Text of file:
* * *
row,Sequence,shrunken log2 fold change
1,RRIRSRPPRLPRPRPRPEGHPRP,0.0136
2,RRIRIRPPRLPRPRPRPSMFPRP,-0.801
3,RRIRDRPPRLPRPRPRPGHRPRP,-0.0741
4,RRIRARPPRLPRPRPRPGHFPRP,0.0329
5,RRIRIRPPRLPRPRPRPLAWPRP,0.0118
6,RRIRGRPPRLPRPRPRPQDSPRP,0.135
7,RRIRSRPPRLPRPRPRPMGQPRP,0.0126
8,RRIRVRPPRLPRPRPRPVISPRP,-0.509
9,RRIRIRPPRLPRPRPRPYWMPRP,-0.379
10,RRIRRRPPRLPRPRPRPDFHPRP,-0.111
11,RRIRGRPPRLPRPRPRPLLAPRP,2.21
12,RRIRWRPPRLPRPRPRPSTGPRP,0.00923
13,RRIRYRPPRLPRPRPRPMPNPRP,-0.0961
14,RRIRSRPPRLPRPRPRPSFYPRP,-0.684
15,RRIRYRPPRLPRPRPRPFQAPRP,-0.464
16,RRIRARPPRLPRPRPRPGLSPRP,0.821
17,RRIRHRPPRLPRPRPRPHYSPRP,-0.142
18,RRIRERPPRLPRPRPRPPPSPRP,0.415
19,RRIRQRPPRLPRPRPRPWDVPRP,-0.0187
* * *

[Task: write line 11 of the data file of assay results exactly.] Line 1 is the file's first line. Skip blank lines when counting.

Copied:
10,RRIRRRPPRLPRPRPRPDFHPRP,-0.111